With Florida finally passing a revenge porn law, there are now 18 states where women have some legal protection from letting cyber creepers use their nude pics for jacked traffic and ad rates. But if you don’t happen to live in one of those states, or just want some extra protection anyway, you might consider getting a copyright on your breasts.

That ended up being the last and best recourse for 'Hillary,' an anonymous revenge porn victim who spoke to CNN about how she had go the U.S. Copyright Office to get enough legal leverage to have her pictures pulled from a revenge porn site. She'd taken them for a long distance boyfriend who decided that a fitting punishment for breaking up with him was to humiliate her online.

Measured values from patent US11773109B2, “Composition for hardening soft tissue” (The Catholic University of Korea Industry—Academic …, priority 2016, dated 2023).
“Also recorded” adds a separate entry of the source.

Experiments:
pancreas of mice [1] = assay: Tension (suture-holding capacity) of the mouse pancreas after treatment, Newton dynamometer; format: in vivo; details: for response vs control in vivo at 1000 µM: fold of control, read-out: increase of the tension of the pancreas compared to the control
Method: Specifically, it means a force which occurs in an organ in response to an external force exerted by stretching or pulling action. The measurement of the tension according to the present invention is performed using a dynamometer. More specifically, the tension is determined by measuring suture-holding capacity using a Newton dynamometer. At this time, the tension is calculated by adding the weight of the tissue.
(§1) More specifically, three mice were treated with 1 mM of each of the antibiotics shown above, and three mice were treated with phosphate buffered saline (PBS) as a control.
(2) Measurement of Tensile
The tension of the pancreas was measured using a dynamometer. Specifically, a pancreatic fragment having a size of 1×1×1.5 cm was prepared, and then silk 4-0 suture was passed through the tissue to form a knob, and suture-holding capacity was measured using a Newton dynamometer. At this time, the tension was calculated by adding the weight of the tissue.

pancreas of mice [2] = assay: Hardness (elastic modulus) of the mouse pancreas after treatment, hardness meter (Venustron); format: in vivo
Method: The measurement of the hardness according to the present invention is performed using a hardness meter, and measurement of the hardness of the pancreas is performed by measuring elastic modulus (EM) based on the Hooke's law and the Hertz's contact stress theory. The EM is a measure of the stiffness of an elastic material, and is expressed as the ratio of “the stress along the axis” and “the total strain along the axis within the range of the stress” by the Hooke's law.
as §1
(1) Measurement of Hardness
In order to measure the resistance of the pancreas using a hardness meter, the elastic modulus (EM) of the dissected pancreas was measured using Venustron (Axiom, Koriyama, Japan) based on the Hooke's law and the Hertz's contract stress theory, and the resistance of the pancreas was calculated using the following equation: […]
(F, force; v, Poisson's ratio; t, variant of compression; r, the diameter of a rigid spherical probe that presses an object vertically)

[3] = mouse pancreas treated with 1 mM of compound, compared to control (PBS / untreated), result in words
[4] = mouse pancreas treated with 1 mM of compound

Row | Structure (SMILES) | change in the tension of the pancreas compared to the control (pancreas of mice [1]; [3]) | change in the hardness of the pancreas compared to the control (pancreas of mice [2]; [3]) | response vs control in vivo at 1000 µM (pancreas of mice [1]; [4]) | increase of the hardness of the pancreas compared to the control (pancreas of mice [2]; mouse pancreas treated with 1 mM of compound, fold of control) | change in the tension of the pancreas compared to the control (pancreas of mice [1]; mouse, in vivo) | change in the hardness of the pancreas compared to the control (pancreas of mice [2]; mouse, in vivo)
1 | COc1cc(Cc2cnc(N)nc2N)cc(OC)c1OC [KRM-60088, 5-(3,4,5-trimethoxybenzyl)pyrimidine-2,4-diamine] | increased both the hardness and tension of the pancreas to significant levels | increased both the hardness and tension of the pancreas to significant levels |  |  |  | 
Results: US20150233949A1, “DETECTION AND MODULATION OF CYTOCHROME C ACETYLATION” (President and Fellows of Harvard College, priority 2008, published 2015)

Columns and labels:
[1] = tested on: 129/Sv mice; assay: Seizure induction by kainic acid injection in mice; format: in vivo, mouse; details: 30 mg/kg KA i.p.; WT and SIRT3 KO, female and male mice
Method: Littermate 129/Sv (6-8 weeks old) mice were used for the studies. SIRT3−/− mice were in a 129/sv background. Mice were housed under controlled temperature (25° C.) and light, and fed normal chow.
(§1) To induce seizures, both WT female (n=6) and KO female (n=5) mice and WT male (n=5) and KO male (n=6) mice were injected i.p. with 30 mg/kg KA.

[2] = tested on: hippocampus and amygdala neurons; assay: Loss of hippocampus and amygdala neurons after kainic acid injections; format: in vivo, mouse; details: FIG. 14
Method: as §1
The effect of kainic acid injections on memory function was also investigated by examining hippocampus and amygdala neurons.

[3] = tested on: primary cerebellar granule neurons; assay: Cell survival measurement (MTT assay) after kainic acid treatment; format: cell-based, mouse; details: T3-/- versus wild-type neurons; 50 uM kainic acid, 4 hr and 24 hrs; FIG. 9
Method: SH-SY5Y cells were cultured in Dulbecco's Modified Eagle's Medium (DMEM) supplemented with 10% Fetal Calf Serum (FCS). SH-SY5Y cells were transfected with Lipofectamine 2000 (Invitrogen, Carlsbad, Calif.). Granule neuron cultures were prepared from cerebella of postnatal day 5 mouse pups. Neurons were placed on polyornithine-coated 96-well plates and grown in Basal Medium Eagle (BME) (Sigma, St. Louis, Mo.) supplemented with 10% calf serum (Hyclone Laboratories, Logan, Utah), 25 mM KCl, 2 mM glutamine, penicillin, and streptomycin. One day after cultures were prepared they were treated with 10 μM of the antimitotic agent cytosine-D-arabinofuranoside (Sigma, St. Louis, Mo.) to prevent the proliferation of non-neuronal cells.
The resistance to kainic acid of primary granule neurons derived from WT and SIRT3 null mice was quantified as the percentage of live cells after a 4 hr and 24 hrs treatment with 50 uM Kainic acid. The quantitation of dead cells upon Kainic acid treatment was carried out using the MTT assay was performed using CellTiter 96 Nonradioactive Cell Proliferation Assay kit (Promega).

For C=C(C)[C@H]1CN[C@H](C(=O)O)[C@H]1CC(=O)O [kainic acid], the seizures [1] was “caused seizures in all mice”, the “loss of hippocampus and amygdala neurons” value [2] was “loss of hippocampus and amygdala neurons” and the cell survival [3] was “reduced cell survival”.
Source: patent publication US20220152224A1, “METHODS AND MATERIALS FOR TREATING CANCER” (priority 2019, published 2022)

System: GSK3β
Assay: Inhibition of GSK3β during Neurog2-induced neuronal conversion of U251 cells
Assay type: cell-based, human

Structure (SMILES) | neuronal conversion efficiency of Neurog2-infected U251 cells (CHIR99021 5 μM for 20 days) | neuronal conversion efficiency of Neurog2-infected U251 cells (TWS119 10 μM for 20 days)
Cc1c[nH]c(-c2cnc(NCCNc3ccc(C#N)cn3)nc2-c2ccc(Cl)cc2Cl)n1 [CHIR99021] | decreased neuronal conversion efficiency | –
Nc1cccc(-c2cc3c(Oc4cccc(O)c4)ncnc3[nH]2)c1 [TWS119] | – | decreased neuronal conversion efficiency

Ironically, if you don't want a bunch of strangers leering at your nude body you're going to have to send some pictures of your nude body to some stranger at the U.S. Copyright Office. The government swears that only the person processing the claim sees them, but still Hillary felt as if she was being victimized all over again. "I thought, well, no, this must be wrong… they're forcing me to disclose them further when that's what I was trying to prevent."

The other problem is that even with a copyright this option isn't always effective. You think 'Hillary' can keep all her nudes off a Google image search when all of Disney's attornies can't keep Age of Ultron off streaming sites within 48 hours of release?